…is presumably what Chris Gerdes is thinking every time he and his team test their autonomous racecars. At Stanford, Dr. Gerdes is a professor and the director of the Center for Automotive Research (CARS, ha). The vehicles in development at CARS can reach racecar speeds, drift around corners, and navigate rally race roads accident-free. The research contributes to advances in engine combustion processes and allows us to race toward development of driver assistance systems.
According to Gerdes’ TED talk, they are looking for ways to model these systems on the sharply instinctual brain processes of professional racecar drivers.
J. Christian Gerdes
Associate professor of mechanical engineering, director of the Center for Automotive Research, Stanford
University of California—Berkeley, PhD in Mechanical Engineering (1996)
Founding an Engineering Academy for Kids
Amir Abo-Shaeer, winner of a 2010 MacArthur “genius grant”, used to be a mechanical engineer in aerospace and telecommunications before becoming a physics and engineering teacher at Dos Pueblos High School in 2001. By 2002, he had created the Dos Pueblos Engineering Academy (DPEA) within the school.
DPEA focused on rigorous, project-based learning that culminates in a robot for entry in the FIRST Robotics Competition (FRC – They go by Team 1717). Mr. Abo-Shaeer would recruit students form junior high to attend the academy. When he realized he only had two girls enrolled, he enlisted their help to start reaching out to more girls to join.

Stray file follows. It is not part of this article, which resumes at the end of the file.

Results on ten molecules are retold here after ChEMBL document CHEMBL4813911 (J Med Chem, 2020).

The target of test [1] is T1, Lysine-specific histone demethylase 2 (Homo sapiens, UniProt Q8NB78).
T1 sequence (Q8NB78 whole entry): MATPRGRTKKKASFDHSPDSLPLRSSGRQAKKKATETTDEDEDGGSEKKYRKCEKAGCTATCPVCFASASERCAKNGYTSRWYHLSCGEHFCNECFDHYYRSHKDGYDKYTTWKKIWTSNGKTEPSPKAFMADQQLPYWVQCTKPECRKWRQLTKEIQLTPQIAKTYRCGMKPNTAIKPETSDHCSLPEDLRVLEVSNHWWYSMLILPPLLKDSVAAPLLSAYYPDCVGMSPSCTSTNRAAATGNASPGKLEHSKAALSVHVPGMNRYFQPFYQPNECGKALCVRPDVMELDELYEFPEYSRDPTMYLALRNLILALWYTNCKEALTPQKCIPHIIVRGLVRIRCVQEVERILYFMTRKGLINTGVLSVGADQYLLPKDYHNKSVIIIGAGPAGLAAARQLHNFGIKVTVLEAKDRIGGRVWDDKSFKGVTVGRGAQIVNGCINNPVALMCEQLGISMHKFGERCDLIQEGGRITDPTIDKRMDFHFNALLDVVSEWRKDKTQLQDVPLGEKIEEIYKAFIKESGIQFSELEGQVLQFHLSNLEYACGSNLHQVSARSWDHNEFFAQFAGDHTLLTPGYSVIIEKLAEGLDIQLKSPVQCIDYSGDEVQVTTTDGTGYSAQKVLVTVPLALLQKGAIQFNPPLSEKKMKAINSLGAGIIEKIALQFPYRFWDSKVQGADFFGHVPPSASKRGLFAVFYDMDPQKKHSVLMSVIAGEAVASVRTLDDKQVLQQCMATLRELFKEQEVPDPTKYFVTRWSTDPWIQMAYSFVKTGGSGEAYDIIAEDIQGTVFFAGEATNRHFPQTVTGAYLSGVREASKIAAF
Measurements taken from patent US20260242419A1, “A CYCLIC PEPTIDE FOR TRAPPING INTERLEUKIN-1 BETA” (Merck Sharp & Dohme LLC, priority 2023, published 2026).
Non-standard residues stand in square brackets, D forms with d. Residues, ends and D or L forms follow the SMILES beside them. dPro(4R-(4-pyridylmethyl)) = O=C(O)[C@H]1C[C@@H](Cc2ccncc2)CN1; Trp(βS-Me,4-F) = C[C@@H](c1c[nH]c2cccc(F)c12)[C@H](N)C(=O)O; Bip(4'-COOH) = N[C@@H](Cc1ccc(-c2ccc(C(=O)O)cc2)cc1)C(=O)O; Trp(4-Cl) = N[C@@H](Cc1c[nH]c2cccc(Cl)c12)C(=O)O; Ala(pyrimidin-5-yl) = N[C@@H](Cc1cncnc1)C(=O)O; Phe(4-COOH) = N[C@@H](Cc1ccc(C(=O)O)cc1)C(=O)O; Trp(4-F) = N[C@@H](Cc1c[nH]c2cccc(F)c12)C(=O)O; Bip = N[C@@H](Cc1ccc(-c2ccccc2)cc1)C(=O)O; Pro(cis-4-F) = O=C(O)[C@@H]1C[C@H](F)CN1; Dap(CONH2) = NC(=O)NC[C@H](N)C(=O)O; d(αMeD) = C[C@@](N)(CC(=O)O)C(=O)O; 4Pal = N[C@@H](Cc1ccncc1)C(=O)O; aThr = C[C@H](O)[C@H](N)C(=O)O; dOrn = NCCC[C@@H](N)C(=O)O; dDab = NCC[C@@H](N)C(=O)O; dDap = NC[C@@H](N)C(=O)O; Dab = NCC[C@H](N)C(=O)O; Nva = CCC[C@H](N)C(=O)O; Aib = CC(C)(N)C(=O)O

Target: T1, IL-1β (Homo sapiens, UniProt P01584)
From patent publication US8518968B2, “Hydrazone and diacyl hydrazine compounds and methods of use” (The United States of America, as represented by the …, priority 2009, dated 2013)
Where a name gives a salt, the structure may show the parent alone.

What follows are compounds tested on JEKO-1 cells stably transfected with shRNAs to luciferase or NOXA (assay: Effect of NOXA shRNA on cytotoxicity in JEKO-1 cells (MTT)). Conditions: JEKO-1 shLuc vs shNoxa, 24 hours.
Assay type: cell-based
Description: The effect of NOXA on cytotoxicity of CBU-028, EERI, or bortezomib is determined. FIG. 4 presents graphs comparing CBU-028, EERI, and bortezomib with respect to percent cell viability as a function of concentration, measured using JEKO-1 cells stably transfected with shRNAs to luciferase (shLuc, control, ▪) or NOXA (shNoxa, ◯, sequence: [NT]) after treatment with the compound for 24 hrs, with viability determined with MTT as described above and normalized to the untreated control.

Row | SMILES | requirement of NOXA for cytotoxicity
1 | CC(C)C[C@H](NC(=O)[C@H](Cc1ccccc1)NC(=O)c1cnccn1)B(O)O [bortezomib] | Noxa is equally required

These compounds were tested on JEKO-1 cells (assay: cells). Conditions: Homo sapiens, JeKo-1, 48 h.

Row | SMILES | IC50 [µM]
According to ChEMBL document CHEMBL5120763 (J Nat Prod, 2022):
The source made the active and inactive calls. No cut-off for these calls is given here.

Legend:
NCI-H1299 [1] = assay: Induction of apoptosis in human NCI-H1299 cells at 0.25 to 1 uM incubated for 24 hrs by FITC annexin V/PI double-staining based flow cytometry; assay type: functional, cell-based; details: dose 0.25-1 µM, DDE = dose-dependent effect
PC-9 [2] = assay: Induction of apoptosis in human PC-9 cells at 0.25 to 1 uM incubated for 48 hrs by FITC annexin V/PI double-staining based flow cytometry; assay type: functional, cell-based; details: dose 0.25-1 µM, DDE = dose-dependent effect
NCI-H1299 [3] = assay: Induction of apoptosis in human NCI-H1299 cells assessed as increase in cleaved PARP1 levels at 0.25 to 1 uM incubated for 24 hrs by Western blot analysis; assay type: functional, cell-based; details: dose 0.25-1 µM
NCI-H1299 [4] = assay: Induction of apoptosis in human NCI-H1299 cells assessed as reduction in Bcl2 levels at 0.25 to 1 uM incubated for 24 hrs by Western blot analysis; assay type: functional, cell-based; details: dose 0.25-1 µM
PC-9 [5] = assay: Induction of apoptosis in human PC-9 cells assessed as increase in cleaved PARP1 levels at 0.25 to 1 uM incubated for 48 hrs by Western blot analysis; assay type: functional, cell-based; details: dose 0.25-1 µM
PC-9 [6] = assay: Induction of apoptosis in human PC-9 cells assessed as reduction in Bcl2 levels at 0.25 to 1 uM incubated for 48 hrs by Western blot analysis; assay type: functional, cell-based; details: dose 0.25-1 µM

These days, half of DPEA students are girls. Participation in the robotics competitions is part of the curriculum, and Team 1717 has performed well regionally, nationally, and internationally. Other kids at Dos Pueblo look up to the DPEA students, and there’s a line out the door for others waiting to get in. In 2007, Abo-Shaeer secured $3 million matching grant from California, then established the Dos Pueblos Engineering Academy Foundation. It set the stage to triple enrollment and significantly expand STEM education offerings, as well as introduce a business element—to nurture kids’ entrepreneurial spirit.
Abo-Shaeer won the MacArthur Fellowship in 2010. In 2011, he was the subject of The New Cool, a book by New York Times bestselling author Neal Bascomb, which chronicles Abo-Shaeer’s visionary teaching career and Team 1717’s 2009 FIRST robotics competition season.
Physics and engineering teacher, director of Dos Pueblos Engineering Academy
University of California—Santa Barbara, BS in Physics (1996), MS in Mechanical Engineering (1998), M.Ed in Secondary Education (2001)